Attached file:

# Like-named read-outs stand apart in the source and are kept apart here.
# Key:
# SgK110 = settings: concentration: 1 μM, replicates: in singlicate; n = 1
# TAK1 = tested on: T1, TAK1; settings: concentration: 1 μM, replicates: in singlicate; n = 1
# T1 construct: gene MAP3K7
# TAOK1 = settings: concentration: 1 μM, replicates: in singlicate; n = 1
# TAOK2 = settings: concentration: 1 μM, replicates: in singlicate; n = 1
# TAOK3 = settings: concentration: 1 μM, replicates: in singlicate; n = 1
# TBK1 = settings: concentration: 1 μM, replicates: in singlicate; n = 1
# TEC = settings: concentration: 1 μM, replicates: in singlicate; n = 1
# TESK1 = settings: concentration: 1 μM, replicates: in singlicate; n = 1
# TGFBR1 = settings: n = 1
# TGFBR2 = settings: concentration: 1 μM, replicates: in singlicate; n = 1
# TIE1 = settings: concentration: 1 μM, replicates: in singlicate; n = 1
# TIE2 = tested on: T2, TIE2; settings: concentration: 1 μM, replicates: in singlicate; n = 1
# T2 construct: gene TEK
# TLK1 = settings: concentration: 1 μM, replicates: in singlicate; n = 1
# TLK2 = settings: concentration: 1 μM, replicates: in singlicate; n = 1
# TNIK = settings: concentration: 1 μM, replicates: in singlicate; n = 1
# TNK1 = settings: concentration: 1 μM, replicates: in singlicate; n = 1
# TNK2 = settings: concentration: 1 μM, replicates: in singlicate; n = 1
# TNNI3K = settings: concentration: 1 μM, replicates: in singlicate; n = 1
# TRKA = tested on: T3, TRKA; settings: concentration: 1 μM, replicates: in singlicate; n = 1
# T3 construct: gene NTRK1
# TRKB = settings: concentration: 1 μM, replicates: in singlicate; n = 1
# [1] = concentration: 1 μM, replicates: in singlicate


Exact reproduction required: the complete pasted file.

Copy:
# Like-named read-outs stand apart in the source and are kept apart here.
# Key:
# SgK110 = settings: concentration: 1 μM, replicates: in singlicate; n = 1
# TAK1 = tested on: T1, TAK1; settings: concentration: 1 μM, replicates: in singlicate; n = 1
# T1 construct: gene MAP3K7
# TAOK1 = settings: concentration: 1 μM, replicates: in singlicate; n = 1
# TAOK2 = settings: concentration: 1 μM, replicates: in singlicate; n = 1
# TAOK3 = settings: concentration: 1 μM, replicates: in singlicate; n = 1
# TBK1 = settings: concentration: 1 μM, replicates: in singlicate; n = 1
# TEC = settings: concentration: 1 μM, replicates: in singlicate; n = 1
# TESK1 = settings: concentration: 1 μM, replicates: in singlicate; n = 1
# TGFBR1 = settings: n = 1
# TGFBR2 = settings: concentration: 1 μM, replicates: in singlicate; n = 1
# TIE1 = settings: concentration: 1 μM, replicates: in singlicate; n = 1
# TIE2 = tested on: T2, TIE2; settings: concentration: 1 μM, replicates: in singlicate; n = 1
# T2 construct: gene TEK
# TLK1 = settings: concentration: 1 μM, replicates: in singlicate; n = 1
# TLK2 = settings: concentration: 1 μM, replicates: in singlicate; n = 1
# TNIK = settings: concentration: 1 μM, replicates: in singlicate; n = 1
# TNK1 = settings: concentration: 1 μM, replicates: in singlicate; n = 1
# TNK2 = settings: concentration: 1 μM, replicates: in singlicate; n = 1
# TNNI3K = settings: concentration: 1 μM, replicates: in singlicate; n = 1
# TRKA = tested on: T3, TRKA; settings: concentration: 1 μM, replicates: in singlicate; n = 1
# T3 construct: gene NTRK1
# TRKB = settings: concentration: 1 μM, replicates: in singlicate; n = 1
# [1] = concentration: 1 μM, replicates: in singlicate